Perhaps surprisingly, travel expenses incurred to evaluate property in a new market in which you don’t eventually purchase a property are not immediately deductible. These are considered start-up expenses that can only be deducted after purchasing your first property in the new geographic area.

What types of travel expenses are deductible?

Transportation

Transportation to and from the business destination is tax deductible. This includes but is not limited to:

  • Airfare
  • Train and bus tickets
  • Car expenses (see above)

Other transportation costs that are deductible include:

  • Expenses for travel to and from the airport (i.e. taxi, bus, etc.)
  • From the lodging area (i.e. hotel, Airbnb, etc.) to the business location (i.e. potential rental property, conference center, etc.)
  • Rental cars

Lodging

Lodging expenses (i.e. hotel, Airbnb, etc) on overnight stays that are required for sleep or rest are deductible.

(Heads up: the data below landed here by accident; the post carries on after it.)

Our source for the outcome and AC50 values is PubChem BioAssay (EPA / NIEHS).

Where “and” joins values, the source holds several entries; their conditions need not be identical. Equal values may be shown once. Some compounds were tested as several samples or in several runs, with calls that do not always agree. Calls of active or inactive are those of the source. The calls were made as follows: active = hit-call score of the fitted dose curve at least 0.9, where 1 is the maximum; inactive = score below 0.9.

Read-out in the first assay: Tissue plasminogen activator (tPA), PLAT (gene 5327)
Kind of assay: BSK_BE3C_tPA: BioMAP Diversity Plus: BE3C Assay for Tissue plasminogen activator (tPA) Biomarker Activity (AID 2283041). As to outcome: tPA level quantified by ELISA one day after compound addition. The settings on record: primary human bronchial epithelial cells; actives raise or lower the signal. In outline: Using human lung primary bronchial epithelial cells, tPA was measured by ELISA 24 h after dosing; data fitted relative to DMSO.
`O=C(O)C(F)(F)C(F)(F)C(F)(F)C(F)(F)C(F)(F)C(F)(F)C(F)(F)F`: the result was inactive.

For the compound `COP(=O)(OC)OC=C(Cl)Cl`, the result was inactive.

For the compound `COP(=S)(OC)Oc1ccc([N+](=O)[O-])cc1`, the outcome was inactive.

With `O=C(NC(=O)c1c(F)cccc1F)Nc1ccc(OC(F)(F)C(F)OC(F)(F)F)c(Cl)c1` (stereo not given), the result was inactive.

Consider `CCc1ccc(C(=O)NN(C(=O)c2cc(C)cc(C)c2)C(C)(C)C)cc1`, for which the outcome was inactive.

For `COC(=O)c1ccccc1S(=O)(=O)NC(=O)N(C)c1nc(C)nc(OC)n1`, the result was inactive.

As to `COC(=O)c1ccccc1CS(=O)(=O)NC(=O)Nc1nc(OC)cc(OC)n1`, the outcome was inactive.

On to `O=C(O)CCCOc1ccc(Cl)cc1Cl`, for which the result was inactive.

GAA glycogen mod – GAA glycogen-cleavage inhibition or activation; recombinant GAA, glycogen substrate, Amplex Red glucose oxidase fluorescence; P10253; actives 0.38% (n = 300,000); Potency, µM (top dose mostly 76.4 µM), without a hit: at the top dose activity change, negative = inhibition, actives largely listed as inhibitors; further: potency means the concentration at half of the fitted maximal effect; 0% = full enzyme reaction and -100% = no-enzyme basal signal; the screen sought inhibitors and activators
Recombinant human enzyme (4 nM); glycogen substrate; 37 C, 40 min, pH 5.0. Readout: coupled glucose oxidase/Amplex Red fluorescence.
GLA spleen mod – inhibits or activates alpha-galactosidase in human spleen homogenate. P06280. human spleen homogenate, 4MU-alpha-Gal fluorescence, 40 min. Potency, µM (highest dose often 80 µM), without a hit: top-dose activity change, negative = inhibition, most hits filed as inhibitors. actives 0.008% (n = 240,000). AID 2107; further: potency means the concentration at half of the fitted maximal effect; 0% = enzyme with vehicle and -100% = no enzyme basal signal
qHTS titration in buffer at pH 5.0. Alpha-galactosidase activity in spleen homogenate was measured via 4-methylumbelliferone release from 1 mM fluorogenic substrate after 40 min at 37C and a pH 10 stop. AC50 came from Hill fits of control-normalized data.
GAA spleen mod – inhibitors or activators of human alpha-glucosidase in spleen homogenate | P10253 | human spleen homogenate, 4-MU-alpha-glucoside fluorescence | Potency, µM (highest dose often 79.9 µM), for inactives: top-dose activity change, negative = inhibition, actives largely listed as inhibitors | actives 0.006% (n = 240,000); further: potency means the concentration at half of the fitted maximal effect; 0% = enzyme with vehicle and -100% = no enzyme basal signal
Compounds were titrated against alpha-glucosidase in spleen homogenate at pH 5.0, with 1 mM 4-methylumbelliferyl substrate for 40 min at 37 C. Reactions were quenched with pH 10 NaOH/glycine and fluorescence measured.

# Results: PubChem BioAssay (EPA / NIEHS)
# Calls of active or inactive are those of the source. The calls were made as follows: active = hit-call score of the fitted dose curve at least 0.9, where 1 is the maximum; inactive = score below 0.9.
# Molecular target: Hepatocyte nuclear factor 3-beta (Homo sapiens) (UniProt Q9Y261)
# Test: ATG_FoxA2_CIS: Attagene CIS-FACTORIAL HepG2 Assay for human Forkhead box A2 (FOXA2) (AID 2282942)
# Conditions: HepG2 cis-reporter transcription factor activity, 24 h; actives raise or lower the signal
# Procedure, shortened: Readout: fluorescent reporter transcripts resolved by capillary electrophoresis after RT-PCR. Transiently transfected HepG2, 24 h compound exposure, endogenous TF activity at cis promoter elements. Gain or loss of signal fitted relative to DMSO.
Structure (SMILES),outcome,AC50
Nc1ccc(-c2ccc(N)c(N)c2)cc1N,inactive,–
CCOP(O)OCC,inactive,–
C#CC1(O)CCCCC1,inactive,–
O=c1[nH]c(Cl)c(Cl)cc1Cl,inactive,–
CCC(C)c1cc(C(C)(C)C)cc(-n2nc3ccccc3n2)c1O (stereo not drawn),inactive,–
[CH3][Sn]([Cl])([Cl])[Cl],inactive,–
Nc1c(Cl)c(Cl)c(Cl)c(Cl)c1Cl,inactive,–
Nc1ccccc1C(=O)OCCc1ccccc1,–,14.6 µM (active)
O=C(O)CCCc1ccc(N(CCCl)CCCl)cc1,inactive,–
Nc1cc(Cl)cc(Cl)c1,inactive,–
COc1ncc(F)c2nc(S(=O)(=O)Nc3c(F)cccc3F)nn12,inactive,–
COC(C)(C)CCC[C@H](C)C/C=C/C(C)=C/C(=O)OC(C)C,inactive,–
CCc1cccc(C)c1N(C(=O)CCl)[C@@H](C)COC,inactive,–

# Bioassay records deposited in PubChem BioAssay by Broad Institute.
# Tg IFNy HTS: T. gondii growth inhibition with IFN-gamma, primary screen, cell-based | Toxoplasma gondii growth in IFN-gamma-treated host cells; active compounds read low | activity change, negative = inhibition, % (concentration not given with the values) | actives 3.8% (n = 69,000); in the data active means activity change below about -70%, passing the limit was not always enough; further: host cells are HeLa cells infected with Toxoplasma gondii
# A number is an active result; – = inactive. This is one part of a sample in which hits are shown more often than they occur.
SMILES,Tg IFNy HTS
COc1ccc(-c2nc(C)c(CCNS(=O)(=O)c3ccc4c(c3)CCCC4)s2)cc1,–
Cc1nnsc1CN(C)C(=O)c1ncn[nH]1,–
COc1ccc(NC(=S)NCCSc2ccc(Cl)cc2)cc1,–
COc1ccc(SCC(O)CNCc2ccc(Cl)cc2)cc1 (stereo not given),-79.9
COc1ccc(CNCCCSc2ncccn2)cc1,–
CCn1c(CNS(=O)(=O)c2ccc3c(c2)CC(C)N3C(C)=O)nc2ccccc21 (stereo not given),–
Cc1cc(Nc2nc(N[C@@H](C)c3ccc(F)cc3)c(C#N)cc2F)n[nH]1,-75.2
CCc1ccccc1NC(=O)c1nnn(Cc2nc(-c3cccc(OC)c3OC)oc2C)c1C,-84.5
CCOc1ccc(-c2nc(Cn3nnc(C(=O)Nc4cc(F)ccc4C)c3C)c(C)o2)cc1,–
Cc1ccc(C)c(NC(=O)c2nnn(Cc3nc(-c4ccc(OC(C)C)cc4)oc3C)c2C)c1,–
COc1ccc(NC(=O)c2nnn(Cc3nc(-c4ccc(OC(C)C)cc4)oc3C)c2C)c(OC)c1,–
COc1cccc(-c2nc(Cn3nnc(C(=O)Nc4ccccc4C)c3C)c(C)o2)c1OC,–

Other expenses

  • Meals outside of your tax home are 50% tax deductible
  • Dry cleaning
  • Phone
  • Tips
  • Other ordinary and necessary business travel expenses

Entertainment is no longer tax deductible under The Tax Cuts and Jobs Act.

Mixing personal and business travel

When you mix business travel with personal travel, some of the expenses (i.e. airfare) may still be tax deductible if the trip was primarily for business purposes. In general, this means you should be spending more than half of the total number of days you’re traveling on business activities versus personal activities. A day is considered a business day if you spend four or more hours on business activities.

It’s important to note, however, that lodging expenses, meals, and other expenses incurred during days primarily dedicated to non-business purposes, are not tax deductible. In addition, any travel expenses for a spouse (or child) that isn’t traveling for a “bona fide” business purpose is not tax deductible.